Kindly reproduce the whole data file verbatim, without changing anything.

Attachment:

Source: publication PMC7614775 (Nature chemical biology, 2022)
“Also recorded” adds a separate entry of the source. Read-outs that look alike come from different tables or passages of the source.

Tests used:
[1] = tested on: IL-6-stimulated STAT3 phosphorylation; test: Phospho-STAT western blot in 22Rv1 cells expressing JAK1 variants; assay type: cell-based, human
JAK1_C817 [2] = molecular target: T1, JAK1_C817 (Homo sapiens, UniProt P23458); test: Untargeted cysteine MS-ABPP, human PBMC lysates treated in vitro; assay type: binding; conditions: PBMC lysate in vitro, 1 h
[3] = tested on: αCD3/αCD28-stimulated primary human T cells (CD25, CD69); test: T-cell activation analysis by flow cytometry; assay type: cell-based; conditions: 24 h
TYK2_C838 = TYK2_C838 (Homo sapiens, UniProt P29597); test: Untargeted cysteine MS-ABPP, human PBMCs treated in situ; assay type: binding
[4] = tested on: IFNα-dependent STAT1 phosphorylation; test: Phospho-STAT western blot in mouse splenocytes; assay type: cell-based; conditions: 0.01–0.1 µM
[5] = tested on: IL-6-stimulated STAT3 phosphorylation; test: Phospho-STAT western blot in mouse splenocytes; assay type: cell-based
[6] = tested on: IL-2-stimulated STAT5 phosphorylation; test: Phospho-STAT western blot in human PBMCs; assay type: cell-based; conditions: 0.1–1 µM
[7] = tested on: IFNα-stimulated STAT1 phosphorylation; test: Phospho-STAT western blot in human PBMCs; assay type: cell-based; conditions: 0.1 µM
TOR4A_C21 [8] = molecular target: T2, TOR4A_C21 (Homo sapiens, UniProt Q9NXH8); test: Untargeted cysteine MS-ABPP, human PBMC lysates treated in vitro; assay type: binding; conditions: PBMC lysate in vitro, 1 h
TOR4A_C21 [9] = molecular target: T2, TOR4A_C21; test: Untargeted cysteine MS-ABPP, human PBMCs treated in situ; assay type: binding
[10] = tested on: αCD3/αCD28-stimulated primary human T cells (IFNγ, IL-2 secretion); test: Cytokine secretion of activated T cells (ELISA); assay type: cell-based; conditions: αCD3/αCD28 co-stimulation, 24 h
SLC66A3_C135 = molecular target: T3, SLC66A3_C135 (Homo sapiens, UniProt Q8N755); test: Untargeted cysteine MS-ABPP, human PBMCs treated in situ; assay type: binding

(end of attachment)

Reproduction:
Source: publication PMC7614775 (Nature chemical biology, 2022)
“Also recorded” adds a separate entry of the source. Read-outs that look alike come from different tables or passages of the source.

Tests used:
[1] = tested on: IL-6-stimulated STAT3 phosphorylation; test: Phospho-STAT western blot in 22Rv1 cells expressing JAK1 variants; assay type: cell-based, human
JAK1_C817 [2] = molecular target: T1, JAK1_C817 (Homo sapiens, UniProt P23458); test: Untargeted cysteine MS-ABPP, human PBMC lysates treated in vitro; assay type: binding; conditions: PBMC lysate in vitro, 1 h
[3] = tested on: αCD3/αCD28-stimulated primary human T cells (CD25, CD69); test: T-cell activation analysis by flow cytometry; assay type: cell-based; conditions: 24 h
TYK2_C838 = TYK2_C838 (Homo sapiens, UniProt P29597); test: Untargeted cysteine MS-ABPP, human PBMCs treated in situ; assay type: binding
[4] = tested on: IFNα-dependent STAT1 phosphorylation; test: Phospho-STAT western blot in mouse splenocytes; assay type: cell-based; conditions: 0.01–0.1 µM
[5] = tested on: IL-6-stimulated STAT3 phosphorylation; test: Phospho-STAT western blot in mouse splenocytes; assay type: cell-based
[6] = tested on: IL-2-stimulated STAT5 phosphorylation; test: Phospho-STAT western blot in human PBMCs; assay type: cell-based; conditions: 0.1–1 µM
[7] = tested on: IFNα-stimulated STAT1 phosphorylation; test: Phospho-STAT western blot in human PBMCs; assay type: cell-based; conditions: 0.1 µM
TOR4A_C21 [8] = molecular target: T2, TOR4A_C21 (Homo sapiens, UniProt Q9NXH8); test: Untargeted cysteine MS-ABPP, human PBMC lysates treated in vitro; assay type: binding; conditions: PBMC lysate in vitro, 1 h
TOR4A_C21 [9] = molecular target: T2, TOR4A_C21; test: Untargeted cysteine MS-ABPP, human PBMCs treated in situ; assay type: binding
[10] = tested on: αCD3/αCD28-stimulated primary human T cells (IFNγ, IL-2 secretion); test: Cytokine secretion of activated T cells (ELISA); assay type: cell-based; conditions: αCD3/αCD28 co-stimulation, 24 h
SLC66A3_C135 = molecular target: T3, SLC66A3_C135 (Homo sapiens, UniProt Q8N755); test: Untargeted cysteine MS-ABPP, human PBMCs treated in situ; assay type: binding